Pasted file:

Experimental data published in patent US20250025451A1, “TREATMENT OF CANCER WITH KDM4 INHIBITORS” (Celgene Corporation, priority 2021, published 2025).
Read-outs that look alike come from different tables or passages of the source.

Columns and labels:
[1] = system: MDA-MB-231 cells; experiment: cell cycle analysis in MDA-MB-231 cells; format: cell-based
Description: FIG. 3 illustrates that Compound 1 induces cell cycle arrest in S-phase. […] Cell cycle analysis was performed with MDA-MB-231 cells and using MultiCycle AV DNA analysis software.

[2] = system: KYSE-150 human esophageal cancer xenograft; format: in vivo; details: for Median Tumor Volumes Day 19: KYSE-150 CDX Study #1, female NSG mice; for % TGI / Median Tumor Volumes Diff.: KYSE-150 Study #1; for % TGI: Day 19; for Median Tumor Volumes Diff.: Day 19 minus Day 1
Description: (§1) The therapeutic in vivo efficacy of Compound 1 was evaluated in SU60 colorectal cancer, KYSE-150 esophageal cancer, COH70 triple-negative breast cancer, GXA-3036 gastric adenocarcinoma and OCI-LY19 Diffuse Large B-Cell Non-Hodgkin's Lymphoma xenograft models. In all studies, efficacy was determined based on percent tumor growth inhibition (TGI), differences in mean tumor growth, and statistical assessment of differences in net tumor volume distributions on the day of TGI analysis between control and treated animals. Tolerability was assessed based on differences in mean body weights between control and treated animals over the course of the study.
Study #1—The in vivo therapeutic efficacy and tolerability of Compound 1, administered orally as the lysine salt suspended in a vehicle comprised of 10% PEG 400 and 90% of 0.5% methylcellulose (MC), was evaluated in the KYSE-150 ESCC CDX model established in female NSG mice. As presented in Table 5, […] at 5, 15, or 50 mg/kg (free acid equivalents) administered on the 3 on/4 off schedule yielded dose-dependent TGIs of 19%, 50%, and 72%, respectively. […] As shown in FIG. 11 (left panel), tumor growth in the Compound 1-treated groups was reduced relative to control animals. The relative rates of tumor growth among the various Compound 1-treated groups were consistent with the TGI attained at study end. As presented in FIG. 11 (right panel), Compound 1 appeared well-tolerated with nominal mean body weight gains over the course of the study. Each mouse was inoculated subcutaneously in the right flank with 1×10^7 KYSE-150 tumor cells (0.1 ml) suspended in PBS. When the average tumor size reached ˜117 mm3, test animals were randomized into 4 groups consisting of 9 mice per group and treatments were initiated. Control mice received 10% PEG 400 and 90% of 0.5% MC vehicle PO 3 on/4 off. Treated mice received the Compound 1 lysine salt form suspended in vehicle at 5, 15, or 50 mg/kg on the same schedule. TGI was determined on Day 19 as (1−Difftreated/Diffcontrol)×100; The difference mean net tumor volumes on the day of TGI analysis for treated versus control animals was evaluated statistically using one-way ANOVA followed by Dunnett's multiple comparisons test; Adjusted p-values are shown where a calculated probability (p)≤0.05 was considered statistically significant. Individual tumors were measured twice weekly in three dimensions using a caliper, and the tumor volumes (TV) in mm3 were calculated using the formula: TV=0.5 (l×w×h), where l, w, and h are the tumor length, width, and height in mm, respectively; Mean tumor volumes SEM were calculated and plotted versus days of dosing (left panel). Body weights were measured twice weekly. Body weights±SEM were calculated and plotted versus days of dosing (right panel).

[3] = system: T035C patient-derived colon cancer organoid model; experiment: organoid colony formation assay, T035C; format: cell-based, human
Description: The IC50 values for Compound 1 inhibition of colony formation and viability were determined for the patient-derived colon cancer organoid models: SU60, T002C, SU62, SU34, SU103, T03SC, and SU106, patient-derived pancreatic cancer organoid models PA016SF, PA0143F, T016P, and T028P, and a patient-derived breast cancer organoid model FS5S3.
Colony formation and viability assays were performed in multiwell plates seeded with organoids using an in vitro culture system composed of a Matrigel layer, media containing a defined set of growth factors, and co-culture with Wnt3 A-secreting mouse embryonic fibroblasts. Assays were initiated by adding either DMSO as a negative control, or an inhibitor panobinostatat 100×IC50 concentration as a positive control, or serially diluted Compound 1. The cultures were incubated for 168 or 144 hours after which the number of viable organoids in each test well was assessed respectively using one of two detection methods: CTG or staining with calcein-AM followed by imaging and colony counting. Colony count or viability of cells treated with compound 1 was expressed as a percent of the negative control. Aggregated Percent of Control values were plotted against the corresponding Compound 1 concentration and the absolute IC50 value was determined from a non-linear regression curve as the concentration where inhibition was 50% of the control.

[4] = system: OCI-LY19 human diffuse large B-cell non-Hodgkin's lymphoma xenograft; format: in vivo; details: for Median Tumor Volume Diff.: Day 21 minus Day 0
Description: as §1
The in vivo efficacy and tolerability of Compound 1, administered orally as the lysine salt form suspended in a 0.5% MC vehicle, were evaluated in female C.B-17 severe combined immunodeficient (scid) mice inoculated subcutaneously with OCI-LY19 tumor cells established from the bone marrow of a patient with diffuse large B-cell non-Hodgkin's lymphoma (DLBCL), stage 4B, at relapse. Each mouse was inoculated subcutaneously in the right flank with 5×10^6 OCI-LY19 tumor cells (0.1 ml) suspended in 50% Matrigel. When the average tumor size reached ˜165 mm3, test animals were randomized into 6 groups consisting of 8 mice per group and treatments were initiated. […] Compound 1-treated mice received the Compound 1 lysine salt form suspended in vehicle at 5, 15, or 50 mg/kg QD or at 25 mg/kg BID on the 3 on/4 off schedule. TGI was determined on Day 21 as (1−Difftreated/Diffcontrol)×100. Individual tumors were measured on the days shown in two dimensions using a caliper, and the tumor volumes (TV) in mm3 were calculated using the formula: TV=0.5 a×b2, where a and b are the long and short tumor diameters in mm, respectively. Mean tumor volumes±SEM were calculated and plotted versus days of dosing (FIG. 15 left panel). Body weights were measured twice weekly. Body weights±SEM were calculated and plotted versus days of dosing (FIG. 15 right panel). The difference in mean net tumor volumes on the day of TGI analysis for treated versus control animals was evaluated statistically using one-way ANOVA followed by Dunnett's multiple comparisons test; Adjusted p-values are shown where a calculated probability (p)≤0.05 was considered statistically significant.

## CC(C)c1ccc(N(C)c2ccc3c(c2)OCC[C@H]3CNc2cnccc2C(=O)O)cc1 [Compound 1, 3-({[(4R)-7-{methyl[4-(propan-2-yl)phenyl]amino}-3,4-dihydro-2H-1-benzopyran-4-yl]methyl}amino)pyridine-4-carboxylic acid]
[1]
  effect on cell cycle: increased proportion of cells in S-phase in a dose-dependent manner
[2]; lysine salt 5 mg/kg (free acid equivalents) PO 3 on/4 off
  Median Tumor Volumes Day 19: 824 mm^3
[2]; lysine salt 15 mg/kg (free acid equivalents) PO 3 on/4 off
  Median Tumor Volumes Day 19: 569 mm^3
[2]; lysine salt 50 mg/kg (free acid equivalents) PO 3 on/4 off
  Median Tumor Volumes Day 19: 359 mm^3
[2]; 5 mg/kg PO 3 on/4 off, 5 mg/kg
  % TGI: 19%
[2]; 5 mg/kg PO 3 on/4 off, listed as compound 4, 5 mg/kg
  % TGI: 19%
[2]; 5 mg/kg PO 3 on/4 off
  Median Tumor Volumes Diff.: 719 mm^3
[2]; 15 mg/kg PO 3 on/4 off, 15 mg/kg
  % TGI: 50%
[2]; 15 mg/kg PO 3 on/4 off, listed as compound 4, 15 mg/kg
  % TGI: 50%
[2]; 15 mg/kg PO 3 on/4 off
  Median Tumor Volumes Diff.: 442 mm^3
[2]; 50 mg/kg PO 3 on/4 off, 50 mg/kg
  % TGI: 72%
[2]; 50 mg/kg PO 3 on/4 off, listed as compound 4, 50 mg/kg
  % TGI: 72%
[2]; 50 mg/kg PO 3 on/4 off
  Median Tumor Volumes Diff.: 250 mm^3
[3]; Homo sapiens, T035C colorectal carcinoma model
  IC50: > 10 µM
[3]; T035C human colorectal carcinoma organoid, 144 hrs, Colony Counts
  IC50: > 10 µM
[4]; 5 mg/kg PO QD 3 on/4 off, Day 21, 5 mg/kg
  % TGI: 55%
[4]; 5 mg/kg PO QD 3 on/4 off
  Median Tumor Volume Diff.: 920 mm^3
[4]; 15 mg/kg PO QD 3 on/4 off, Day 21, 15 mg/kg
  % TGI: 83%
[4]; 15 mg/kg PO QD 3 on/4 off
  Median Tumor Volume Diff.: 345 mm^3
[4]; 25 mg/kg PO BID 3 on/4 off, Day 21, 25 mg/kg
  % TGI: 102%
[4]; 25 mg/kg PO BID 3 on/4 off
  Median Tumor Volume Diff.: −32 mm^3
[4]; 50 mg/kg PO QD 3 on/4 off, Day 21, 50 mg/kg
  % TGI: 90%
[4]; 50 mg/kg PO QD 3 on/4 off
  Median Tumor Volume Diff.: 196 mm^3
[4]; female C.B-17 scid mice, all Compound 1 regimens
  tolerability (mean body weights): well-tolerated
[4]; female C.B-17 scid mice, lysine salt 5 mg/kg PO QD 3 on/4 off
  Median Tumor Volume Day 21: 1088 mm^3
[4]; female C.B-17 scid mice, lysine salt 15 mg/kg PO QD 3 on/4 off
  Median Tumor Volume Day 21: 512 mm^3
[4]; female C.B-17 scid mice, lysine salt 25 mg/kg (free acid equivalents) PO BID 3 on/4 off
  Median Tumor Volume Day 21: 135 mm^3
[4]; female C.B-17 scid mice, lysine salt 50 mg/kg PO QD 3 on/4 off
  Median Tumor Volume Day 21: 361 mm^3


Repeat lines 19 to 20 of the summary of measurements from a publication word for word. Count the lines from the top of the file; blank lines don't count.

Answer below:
  Median Tumor Volumes Day 19: 824 mm^3
[2]; lysine salt 15 mg/kg (free acid equivalents) PO 3 on/4 off